Central Oregon's New Groove | Outside Features | Bend | The Source Weekly - Bend, Oregon

Coverage for Central Oregon, by Central Oregonians.

The Source Weekly has been here for you, keeping you in the know throughout the coronavirus pandemic.

We’ve delivered important updates and dispatches from a summer of racial unrest.

We’ve interviewed dozens of state and local political candidates to help you make an informed decision during election season.

And we’ve brought you 22 years of important news and feature reporting—along with all the events, happenings, food, drink and outdoors coverage you’ve come to know and love. We’re a newspaper for Central Oregon, by Central Oregonians, and it is and always has been free for readers.

If you appreciate our coverage, we invite you to spread the love and to join our growing membership program, Source Insider.
Support Us Here

Outside » Outside Features

Central Oregon's New Groove

Singletrack trails open at Wanoga for booming "fat bike" culture

by

comment

The day before Christmas Eve was a typical winter day: Dozens of kids careened down the sledding hills at Wanoga Sno-Park, screaming with excitement while parents snapped pictures.

But, starting on New Year's Day, there will be a new dimension added to the activities at the popular park: Fat bikes will officially be welcomed.

Increasingly over the past several years, riders of so-called "fat bikes"—mountains bikes with massive, monster truck-style tires—have rolled onto some of the favorite trails for Nordic skiers and snowmobilers throughout Central Oregon. But with the increasingly popularity, so has intensified the question where to put all the bikes and bikers.

Gary Meyer with the Central Oregon Trail Alliance (COTA) estimates there were around 150 fat bike riders in the area last year, up from approximately 30 just three years ago—roughly a five-fold growth spurt. Others put the number even higher, around 200 local riders.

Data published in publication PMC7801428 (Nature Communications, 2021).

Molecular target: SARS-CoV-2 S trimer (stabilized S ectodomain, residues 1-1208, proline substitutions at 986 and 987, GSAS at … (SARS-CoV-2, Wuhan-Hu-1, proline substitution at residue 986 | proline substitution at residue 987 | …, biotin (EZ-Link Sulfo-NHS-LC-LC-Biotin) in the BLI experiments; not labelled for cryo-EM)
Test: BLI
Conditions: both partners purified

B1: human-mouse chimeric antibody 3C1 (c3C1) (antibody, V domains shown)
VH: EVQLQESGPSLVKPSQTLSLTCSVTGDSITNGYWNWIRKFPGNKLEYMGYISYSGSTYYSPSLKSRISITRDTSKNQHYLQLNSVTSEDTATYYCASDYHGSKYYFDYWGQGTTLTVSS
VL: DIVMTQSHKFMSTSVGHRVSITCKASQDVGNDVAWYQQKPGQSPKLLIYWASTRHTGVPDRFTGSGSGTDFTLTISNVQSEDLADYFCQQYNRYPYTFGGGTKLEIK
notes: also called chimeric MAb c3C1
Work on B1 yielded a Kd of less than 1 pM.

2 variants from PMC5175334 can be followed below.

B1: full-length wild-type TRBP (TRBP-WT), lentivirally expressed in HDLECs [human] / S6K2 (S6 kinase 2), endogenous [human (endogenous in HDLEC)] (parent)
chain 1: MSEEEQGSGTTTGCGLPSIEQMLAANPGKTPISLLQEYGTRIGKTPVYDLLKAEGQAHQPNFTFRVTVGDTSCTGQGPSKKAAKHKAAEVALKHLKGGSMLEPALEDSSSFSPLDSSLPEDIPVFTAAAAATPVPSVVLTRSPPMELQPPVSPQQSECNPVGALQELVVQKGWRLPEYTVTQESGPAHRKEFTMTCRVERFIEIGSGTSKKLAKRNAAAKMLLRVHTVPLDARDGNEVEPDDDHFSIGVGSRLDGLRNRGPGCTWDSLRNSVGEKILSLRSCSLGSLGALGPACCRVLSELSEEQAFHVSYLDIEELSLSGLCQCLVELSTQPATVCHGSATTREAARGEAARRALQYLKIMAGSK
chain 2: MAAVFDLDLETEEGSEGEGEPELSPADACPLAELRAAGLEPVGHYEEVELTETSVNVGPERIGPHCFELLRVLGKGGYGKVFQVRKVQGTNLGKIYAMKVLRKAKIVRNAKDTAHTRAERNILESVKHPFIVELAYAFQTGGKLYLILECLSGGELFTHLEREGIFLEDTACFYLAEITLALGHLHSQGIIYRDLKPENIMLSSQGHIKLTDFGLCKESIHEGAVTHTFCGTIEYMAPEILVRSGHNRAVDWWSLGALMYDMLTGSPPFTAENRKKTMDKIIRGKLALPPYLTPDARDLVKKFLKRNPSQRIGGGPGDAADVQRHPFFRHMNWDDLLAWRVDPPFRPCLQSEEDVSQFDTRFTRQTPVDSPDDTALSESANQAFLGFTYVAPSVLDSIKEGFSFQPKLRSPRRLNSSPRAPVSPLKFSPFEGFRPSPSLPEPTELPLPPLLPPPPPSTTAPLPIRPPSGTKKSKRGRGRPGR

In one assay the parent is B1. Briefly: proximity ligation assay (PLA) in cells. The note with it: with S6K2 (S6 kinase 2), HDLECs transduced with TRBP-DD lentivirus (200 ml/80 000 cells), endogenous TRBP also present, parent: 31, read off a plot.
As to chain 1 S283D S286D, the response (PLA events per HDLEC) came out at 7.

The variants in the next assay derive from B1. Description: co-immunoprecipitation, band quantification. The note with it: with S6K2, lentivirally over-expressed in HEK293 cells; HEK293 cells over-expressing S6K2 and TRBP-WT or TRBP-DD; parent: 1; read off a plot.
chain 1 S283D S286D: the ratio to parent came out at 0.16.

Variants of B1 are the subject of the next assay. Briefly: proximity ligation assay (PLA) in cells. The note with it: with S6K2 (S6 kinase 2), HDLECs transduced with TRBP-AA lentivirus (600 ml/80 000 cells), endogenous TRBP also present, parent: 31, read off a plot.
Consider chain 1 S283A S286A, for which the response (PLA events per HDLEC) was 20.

But the sport has not been without turf wars. Just like snowmobilers and backcountry skiers, traveling at different speeds and with different attitudes, they occasionally quibble over who should be allowed on which trails. Riders of fat bikes are late-comers to the party—but are quickly working to figure out where their bikes can smoothly fit into the flow.

Most notably, a working group led by COTA came up with a viable solution: On January 1, it will open nine miles of singletrack snow trails branching out from Wanoga Sno-Park, specifically designated for Bend's booming new cyclist population.

"One of the big goals with these trails was to reduce conflict," Meyer says, sitting on a barstool in his kitchen. He has a wiry black-and-grey beard that hints at his outdoor lifestyle. Meyer says the trails are set to open in January for a two-month trial period to which the U.S. Forest Service agreed.

"What Gary's doing is great because it's gonna give us as fat bikers our own zone that we can ride in without creating any kind of conflict," says Mason Shannon with Bend Cyclery.

Zach Casper at Webcyclery underscores the need for specifying these trails for fat bikes. "I'd much rather be on a singletrack with a fat bike," says the avid cyclist and skier. "Riding a fat bike down a groomed Nordic trail is like riding a really cool road bike down a landing strip. It's so wide that it's boring. It's not a challenge." This year's Desert Orthopedics Great Nordeen race on January 31 has added a 15 k fat bike race, starting at Mt Bachelor and running to Wanoga Park.

About The Author

Add a comment

Latest in Outside Features